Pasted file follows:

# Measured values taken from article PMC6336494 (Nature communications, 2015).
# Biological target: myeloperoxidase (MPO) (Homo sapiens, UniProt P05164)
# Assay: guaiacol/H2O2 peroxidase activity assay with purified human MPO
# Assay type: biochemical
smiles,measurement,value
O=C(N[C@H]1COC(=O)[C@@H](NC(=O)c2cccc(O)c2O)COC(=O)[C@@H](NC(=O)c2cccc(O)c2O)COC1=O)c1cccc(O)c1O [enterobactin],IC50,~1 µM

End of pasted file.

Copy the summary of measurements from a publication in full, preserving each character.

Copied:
# Measured values taken from article PMC6336494 (Nature communications, 2015).
# Biological target: myeloperoxidase (MPO) (Homo sapiens, UniProt P05164)
# Assay: guaiacol/H2O2 peroxidase activity assay with purified human MPO
# Assay type: biochemical
smiles,measurement,value
O=C(N[C@H]1COC(=O)[C@@H](NC(=O)c2cccc(O)c2O)COC(=O)[C@@H](NC(=O)c2cccc(O)c2O)COC1=O)c1cccc(O)c1O [enterobactin],IC50,~1 µM